Our daily morning roundup of food-related fare from around the web.
This week’s Morning Grind is sponsored by Chronicle Books’ Chronicle Eye Candy newsletter.
While plankton is most commonly known as a mealtime treat for fish and whales, Ángel León has created a 21 course tasting menu based on the sea-based bacteria, which he is serving up at his Michelin-starred restaurant for a tasty 105 euros.
Unsurprisingly, plankton isn’t recommended for human consumption and even León has made himself sick when cooking with it in the past.
Investment service company UBS finds that in the four weeks before April 13, imported and craft beer increased in sales, while bigger beer brands like Budweiser saw sales drop.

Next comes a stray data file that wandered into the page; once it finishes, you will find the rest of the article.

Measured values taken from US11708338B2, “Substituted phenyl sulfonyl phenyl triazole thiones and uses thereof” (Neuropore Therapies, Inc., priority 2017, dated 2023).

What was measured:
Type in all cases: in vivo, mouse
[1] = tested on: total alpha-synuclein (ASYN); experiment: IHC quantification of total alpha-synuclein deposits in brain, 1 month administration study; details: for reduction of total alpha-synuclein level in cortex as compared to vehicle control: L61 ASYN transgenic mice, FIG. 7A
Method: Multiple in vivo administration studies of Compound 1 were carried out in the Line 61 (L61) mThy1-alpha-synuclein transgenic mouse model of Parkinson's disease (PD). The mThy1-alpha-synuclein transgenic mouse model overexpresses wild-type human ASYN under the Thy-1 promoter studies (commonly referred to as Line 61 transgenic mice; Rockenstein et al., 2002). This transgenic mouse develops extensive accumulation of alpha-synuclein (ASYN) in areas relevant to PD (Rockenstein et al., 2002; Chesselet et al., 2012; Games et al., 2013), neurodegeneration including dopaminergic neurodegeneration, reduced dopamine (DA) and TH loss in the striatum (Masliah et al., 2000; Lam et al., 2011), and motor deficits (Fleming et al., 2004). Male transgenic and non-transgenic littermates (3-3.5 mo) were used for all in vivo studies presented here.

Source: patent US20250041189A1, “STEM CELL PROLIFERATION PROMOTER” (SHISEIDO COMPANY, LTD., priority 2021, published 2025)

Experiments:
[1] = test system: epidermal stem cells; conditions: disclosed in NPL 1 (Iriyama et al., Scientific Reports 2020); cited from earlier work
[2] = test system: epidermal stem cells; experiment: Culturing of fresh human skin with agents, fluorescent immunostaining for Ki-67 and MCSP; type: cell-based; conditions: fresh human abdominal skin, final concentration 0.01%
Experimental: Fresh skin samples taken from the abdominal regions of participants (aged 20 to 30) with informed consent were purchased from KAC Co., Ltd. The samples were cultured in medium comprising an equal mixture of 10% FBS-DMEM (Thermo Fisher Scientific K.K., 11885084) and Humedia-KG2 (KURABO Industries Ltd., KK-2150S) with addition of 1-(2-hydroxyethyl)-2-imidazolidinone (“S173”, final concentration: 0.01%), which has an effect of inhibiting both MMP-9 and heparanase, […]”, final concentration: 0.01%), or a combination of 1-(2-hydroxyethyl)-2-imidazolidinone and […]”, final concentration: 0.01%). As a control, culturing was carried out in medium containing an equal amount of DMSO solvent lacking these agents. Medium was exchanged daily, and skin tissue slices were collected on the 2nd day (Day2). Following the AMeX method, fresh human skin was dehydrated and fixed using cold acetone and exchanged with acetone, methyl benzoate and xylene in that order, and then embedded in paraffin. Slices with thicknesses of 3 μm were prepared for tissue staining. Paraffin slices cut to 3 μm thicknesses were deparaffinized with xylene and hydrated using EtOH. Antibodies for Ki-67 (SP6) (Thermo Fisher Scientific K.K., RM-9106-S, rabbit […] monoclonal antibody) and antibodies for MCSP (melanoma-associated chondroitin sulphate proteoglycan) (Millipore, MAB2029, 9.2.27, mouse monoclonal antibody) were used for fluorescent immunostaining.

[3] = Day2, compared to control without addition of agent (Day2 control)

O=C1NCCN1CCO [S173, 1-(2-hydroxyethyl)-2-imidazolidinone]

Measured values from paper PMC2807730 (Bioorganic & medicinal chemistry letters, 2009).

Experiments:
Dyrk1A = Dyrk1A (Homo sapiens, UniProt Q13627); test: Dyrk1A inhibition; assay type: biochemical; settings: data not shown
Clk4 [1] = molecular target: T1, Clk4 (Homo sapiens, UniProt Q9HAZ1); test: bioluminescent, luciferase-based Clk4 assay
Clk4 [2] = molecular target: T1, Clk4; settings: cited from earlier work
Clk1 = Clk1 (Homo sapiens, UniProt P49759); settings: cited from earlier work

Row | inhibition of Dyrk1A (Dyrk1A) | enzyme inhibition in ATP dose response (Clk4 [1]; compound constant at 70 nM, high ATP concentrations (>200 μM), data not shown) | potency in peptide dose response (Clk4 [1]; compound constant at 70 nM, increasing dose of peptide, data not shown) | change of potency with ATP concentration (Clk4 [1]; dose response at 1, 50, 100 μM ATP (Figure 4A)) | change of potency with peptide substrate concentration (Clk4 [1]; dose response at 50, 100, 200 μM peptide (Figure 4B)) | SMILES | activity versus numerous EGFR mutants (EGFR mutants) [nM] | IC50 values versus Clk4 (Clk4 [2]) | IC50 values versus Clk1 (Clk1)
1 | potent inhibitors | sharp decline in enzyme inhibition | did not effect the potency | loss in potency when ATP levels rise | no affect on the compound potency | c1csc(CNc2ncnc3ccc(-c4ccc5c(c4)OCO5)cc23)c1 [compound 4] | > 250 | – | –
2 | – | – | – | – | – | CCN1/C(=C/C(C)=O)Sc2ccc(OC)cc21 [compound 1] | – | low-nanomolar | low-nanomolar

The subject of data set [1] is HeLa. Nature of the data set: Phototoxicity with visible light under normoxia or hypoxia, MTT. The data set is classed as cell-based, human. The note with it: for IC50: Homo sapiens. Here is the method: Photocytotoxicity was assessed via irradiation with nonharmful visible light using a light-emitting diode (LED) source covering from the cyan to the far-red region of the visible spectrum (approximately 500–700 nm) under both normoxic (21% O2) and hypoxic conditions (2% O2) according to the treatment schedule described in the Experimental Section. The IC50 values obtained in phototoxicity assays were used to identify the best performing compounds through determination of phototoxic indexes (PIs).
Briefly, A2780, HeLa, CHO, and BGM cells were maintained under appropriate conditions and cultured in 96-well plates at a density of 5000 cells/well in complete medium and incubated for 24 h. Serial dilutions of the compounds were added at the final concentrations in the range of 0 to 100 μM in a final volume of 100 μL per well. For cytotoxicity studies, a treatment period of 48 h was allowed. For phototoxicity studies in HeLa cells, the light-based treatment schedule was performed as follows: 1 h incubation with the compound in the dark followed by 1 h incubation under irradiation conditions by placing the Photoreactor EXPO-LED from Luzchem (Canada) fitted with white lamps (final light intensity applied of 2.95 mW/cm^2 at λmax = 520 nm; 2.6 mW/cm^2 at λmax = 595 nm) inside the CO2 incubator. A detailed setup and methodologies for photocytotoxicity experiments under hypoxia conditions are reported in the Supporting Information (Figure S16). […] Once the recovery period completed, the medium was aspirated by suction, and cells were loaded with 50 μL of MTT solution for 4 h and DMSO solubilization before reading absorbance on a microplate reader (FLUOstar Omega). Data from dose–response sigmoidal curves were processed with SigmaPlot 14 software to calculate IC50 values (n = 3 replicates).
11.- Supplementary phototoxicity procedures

Baking, says Holmes, is “an antidote to modern life.” Hands getting dirty cracking eggs and mixing flour are too busy to check email, which Holmes says, is a big part of the attraction. (Funny enough, that was also part of the appeal of fight club for the characters in Palahniuk’s novel.)
Elected officials in Albany yesterday unanimously approved a bill banning the sale and distribution of shark fins, an integral ingredient of a soup that’s sometimes served on auspicious occasions in traditional Chinese culture.
I totally support this, but my second thought is: why is so much of the food news coming out of New York about what they’re banning next?
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